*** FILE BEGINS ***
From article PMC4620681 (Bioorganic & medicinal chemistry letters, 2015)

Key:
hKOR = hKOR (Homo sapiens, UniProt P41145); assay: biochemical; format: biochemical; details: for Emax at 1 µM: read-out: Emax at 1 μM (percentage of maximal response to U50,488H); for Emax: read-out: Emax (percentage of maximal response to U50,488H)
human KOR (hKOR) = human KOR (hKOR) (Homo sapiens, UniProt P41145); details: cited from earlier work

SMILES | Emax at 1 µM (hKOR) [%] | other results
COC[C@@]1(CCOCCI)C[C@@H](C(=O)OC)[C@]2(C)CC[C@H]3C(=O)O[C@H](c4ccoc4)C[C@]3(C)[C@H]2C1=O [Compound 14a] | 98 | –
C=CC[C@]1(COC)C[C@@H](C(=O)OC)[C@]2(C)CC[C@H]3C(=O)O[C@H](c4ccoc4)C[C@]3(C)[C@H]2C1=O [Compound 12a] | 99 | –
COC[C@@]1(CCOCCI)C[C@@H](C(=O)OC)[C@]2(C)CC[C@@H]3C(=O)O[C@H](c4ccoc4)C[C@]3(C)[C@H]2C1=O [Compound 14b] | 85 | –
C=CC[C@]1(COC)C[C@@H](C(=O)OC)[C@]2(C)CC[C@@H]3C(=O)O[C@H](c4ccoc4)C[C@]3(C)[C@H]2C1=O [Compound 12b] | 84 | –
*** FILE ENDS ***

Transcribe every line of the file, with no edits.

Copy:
From article PMC4620681 (Bioorganic & medicinal chemistry letters, 2015)

Key:
hKOR = hKOR (Homo sapiens, UniProt P41145); assay: biochemical; format: biochemical; details: for Emax at 1 µM: read-out: Emax at 1 μM (percentage of maximal response to U50,488H); for Emax: read-out: Emax (percentage of maximal response to U50,488H)
human KOR (hKOR) = human KOR (hKOR) (Homo sapiens, UniProt P41145); details: cited from earlier work

SMILES | Emax at 1 µM (hKOR) [%] | other results
COC[C@@]1(CCOCCI)C[C@@H](C(=O)OC)[C@]2(C)CC[C@H]3C(=O)O[C@H](c4ccoc4)C[C@]3(C)[C@H]2C1=O [Compound 14a] | 98 | –
C=CC[C@]1(COC)C[C@@H](C(=O)OC)[C@]2(C)CC[C@H]3C(=O)O[C@H](c4ccoc4)C[C@]3(C)[C@H]2C1=O [Compound 12a] | 99 | –
COC[C@@]1(CCOCCI)C[C@@H](C(=O)OC)[C@]2(C)CC[C@@H]3C(=O)O[C@H](c4ccoc4)C[C@]3(C)[C@H]2C1=O [Compound 14b] | 85 | –
C=CC[C@]1(COC)C[C@@H](C(=O)OC)[C@]2(C)CC[C@@H]3C(=O)O[C@H](c4ccoc4)C[C@]3(C)[C@H]2C1=O [Compound 12b] | 84 | –